Web Exclusives :Features
News from other Ivy League institutions, and Stanford
Posted March 25, 2002
Brown: The Corporation of Brown University has endorsed
a multiyear Proposal for Academic Enrichment under which Brown will
institute need-blind undergraduate admission. The university will
also add up to 100 new faculty members, and the increase to the
university's yearly budget will reach 36 million dollars by 2005.
Robert J. Zimmer, a mathematician and research administrator at
the University of Chicago, has been named Brown's ninth provost,
he will take up the position on July 15, 2002.
Columbia: Robert Kasdin 80, executive vice president
and chief financial officer of the University of Michigan, has been
named to the newly created position of senior executive vice president
of Columbia University by President-elect Lee C. Bollinger.
Kasdin, who will assume his new position in July 2002, previously
served as treasurer and chief investment officer of the Metropolitan
Museum of Art, and as vice president and general counsel of the
Princeton University Investment Company.
As Columbia's senior executive vice president, Kasdin will help
Bollinger shape his new administration and apply his management
and financial expertise to a variety of departments and programs
including areas in the health sciences and university computing.
As new initiatives begin, Kasdin's portfolio will expand.
Cornell: Hunter R. Rawlings III *70, who has been president
of Cornell University since 1995, has announced he plans to retire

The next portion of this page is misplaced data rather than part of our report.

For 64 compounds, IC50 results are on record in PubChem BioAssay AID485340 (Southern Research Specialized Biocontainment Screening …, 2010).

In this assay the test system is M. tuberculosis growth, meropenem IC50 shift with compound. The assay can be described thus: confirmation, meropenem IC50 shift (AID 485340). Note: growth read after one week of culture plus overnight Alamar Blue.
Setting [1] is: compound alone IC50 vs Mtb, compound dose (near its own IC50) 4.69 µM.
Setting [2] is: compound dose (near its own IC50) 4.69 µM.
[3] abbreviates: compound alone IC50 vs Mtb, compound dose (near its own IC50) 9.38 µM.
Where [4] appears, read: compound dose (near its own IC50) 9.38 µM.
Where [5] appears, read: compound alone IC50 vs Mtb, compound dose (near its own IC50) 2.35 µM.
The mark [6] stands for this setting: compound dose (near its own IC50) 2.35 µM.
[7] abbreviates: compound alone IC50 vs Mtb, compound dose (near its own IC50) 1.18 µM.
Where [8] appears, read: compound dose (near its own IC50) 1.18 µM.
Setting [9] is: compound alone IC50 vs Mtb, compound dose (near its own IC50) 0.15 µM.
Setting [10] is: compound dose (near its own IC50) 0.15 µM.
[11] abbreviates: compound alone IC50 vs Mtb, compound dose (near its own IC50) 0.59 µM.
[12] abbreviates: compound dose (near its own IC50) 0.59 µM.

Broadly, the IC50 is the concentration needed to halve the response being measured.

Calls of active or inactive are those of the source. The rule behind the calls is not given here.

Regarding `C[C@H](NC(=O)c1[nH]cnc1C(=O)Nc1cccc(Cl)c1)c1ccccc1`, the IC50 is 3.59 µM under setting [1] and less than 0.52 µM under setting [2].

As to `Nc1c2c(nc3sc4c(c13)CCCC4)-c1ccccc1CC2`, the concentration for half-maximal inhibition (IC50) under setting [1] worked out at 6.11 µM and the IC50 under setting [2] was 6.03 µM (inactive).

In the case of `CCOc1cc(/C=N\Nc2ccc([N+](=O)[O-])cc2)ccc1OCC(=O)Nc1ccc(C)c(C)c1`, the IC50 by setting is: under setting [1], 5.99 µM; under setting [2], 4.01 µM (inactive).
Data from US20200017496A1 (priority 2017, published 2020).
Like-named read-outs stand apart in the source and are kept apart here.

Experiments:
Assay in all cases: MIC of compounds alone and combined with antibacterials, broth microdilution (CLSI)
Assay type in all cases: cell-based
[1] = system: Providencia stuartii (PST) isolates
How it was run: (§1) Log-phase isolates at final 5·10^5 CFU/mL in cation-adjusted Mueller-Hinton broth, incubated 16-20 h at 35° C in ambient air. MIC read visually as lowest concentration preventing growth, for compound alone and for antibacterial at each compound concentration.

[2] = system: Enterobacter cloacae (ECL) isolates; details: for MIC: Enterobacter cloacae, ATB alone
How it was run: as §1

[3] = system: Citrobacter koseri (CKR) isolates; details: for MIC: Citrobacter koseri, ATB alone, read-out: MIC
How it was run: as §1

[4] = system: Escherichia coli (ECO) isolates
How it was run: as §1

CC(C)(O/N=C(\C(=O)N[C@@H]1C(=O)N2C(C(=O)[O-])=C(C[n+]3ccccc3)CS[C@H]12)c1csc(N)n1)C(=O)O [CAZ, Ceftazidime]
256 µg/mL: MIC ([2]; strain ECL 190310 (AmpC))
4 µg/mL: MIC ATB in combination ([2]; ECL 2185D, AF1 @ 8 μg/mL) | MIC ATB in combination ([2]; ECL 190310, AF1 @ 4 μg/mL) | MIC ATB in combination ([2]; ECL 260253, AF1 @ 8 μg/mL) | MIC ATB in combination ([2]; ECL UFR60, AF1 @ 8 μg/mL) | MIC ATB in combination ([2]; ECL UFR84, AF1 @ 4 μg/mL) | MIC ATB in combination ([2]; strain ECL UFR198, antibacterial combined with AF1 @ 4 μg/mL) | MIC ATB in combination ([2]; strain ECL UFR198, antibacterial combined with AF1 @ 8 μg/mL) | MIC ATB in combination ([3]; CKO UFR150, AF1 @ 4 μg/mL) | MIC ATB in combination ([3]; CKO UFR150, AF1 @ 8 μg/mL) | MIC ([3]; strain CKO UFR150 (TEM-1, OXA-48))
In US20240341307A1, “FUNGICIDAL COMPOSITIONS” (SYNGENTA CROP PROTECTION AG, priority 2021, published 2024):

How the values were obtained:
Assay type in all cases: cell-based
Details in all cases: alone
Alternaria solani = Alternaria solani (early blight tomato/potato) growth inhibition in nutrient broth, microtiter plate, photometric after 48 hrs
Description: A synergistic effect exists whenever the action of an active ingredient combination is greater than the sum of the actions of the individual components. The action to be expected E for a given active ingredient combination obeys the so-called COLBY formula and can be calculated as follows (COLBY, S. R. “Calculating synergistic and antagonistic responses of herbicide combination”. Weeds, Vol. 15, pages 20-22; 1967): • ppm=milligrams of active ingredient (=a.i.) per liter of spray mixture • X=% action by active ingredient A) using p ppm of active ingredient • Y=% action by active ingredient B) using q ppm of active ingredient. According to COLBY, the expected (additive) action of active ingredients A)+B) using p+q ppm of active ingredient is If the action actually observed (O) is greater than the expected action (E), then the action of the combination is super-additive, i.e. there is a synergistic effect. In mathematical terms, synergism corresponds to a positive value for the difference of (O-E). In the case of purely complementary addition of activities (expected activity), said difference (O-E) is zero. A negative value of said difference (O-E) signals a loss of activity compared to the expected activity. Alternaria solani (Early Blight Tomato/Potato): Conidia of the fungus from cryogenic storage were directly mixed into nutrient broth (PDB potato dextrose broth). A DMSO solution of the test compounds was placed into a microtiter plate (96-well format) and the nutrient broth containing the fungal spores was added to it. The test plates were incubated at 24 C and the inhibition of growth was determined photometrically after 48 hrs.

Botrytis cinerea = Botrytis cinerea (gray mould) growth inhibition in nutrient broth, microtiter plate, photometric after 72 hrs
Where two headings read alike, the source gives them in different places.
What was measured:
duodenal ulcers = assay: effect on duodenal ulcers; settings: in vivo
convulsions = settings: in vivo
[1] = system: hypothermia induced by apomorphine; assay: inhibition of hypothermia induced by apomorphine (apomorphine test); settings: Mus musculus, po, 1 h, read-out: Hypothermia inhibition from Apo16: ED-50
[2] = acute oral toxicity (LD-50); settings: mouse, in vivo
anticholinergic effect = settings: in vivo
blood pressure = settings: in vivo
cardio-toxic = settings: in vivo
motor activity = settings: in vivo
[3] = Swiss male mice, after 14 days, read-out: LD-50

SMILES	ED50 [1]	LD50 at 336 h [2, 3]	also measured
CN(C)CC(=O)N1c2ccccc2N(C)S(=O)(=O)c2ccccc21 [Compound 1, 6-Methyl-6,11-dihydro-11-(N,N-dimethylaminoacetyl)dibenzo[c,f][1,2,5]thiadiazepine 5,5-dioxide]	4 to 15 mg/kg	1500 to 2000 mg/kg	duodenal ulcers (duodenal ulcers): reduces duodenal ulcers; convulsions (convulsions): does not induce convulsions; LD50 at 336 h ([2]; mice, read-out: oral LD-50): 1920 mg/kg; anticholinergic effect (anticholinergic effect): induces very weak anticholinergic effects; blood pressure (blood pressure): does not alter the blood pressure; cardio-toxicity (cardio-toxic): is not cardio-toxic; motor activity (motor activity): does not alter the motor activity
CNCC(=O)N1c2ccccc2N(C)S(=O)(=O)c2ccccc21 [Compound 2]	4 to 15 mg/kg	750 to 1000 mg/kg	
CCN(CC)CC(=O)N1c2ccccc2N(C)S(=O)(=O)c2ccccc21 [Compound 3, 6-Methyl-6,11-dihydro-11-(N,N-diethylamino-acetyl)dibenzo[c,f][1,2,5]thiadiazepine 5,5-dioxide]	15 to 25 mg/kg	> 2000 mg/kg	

on June 30, 2003, assuming instead the position of professor in
the university's Department of Classics. Rawlings stated that he
has announced his plans at this time because it "will allow
the board to being a deliverate and systematic search for a new
president and will provide time for an orderly transition"
Dartmouth Medical School cancer researchers have identified a gene
that triggers the death of leukemia cells, opening a novel target
for anti-cancer drugs. This new genetic switch, reported in the
March 19 issue of the Proceedings of the National Academy of Sciences,
turns on a program to destroy certain leukemic cells and possibly
other tumor cells. It is activated by treatment with retinoic acid,
a vitamin A derivative used in cancer therapy and prevention. Finding
a mechanism that sets a cell death program in motion paves the way
for developing new cancer-killing drugs, according to Ethan Dmitrovsky,
professor and chair of pharmacology and toxicology. He headed the
research team that included Sutisak Kitareewan, Ian Pitha-Rowe,
Sarah Freemantle, and David Sekula.
Harvard: A new discovery by a scientific team headed by
researchers at Beth Israel Deaconess Medical Center (BIDMC) has
found that a group of white blood cells demonstrates previously
unrecognized memory characteristics that enable them
to launch a sustained immune response against tuberculosis bacteria.
This finding, described in a study in the March 22 issue of the